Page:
Some of today’s smartest students aren’t even “students.”
Inspired by the likes of Bill Gates and the late Steve Jobs, students are now dropping out of school early to pursue careers. But, these aren’t the students who struggle academically or can’t make ends meet financially. These are Ivy League students at the top of their respective classes, according to The New York Times.
This is a new – and unusual – trend in education. To students, the choice is simple: take a chance, drop out, learn more, earn income and possibly advance their careers faster. Do you really need to go to college to learn French?
Mostly science and technology fields are leading this trend and offering students positions that are much different than internships. Most college students perform internships while in college. However, very few create solar panels or build computer software. And that’s just what these students are doing.
Peter Thiel – a 44-year-old billionaire, best described as an eccentric freethinker – started this initiative a few years ago. When Thiel started recruiting and hiring younger students, his terms were pretty simple. He offered $50,000 annual salary for two years under one condition: you promise not to go to college, unless he approves the class. That much money could buy you many years of ACT tutoring or any other outside academic assistance you might want.
Sounds great, right? But, getting a Thiel Fellowship is actually more difficult than getting into Harvard. The program only takes about 20 students each year, and you have to pass through 15-20 layers of reviewers. In its short history, the program has only accepted 44 fellows, most of which came straight from high school or were home schooled.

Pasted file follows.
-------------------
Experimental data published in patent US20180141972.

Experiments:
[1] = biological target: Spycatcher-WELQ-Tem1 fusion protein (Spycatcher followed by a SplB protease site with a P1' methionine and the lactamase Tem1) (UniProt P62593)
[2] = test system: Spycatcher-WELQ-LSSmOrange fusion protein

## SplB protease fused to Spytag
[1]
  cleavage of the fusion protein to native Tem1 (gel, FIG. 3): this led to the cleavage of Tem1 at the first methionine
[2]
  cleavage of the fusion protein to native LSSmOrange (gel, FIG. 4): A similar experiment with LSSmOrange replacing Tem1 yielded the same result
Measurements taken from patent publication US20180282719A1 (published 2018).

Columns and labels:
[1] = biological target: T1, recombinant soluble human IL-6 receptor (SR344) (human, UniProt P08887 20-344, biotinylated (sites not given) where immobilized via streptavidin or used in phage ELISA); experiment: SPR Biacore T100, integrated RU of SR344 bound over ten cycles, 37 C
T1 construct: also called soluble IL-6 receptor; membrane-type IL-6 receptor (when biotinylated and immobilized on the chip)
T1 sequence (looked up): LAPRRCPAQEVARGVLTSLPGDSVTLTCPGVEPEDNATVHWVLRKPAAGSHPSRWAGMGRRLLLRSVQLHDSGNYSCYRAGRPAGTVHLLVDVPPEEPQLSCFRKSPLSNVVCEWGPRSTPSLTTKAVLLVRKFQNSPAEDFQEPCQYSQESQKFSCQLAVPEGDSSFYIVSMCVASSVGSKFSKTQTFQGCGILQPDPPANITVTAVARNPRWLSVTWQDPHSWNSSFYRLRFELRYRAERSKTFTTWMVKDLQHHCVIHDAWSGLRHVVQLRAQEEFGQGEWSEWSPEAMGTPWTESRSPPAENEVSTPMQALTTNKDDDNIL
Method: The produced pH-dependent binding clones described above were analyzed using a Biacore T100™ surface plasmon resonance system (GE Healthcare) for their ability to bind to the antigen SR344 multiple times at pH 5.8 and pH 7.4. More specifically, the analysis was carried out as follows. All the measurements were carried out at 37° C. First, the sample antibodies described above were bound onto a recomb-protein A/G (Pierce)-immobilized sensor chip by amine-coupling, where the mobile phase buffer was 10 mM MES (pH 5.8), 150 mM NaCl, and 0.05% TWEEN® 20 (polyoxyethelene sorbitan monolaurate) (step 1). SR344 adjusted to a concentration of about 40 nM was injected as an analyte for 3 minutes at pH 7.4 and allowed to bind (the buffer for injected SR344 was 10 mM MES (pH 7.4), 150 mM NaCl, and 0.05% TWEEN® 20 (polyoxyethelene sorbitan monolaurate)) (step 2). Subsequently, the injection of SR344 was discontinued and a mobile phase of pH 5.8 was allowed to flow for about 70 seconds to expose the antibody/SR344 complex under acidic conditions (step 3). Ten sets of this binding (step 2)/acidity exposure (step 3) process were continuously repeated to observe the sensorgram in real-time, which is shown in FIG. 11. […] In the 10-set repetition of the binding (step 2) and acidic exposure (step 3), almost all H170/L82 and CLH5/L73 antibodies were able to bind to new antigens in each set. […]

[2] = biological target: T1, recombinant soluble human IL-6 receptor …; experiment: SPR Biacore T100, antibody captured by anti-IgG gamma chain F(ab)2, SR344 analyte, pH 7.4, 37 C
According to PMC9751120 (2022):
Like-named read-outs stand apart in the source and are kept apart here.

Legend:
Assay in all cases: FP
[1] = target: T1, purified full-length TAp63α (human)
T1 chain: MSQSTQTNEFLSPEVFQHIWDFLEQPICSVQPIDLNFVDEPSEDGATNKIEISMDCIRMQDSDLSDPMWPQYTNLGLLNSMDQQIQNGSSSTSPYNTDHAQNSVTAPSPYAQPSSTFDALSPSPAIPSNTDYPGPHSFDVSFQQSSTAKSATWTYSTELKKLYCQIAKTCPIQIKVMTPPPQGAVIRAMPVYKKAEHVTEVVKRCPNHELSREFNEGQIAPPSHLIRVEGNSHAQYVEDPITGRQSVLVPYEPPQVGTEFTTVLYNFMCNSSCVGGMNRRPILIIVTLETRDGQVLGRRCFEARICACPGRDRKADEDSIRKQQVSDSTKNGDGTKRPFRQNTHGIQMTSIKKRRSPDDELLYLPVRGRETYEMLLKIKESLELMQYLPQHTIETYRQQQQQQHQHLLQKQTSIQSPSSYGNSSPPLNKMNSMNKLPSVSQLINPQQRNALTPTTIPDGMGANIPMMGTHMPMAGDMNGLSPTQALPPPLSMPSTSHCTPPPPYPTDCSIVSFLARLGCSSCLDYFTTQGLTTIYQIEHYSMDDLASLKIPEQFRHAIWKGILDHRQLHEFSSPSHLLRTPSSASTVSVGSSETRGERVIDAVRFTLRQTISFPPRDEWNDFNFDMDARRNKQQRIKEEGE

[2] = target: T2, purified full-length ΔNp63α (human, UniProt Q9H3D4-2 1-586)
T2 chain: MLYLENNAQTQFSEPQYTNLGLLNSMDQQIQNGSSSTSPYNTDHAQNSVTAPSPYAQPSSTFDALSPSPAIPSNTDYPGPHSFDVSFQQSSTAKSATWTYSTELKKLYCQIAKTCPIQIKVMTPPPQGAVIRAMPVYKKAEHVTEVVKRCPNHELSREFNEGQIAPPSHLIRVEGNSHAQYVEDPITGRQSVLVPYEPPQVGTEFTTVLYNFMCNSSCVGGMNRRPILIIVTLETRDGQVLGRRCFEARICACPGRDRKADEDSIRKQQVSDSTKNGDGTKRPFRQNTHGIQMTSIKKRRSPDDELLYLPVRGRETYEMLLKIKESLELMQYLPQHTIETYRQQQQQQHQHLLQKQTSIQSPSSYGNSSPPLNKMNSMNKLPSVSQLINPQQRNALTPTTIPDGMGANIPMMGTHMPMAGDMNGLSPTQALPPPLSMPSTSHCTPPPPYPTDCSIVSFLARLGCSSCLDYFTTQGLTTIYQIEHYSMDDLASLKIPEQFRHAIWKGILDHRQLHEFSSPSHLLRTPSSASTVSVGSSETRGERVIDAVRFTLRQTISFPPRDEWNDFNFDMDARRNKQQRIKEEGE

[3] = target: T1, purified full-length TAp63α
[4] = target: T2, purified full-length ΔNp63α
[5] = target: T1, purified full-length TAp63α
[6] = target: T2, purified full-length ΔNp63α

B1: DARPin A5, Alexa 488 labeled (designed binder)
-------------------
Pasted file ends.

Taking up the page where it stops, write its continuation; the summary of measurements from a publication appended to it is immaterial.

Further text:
The Thiel Fellowship attracts unique students, ones who have a propensity for learning with an aversion to education. It’s openly anti-education…and that’s an understatement. It dismisses all value of education, claiming students only learn by doing. They may have a point that students learn better by skipping school and jumping right into fields, but not everyone is convinced.
Some educators think this is a costly experiment. Sure, the next great innovations could come from this class, as kids create computer software, gaming software, and engineer energy sources. But, what if they don’t? If they fail, are they unemployed, do they go back to school, what are their options?
The Thiel Program is still far too new to actually measure success. Some students may be able to go back to college and earn a traditional degree. But, they might not want to. And the Ivy League schools they passed on might be more interested in a student straight out of high school than one 4-5 years later.
But, these young people have access to all the resources, assistance and money they need for their projects. Still, it’s a bunch of young brilliant minds with profitable ideas and big dreams. It’s a gamble. It gives them a chance, perhaps the best change they’ll ever have, but that’s all it gives.
A college degree from an elite school gives more than a chance; it gives as close to a promise as one can get.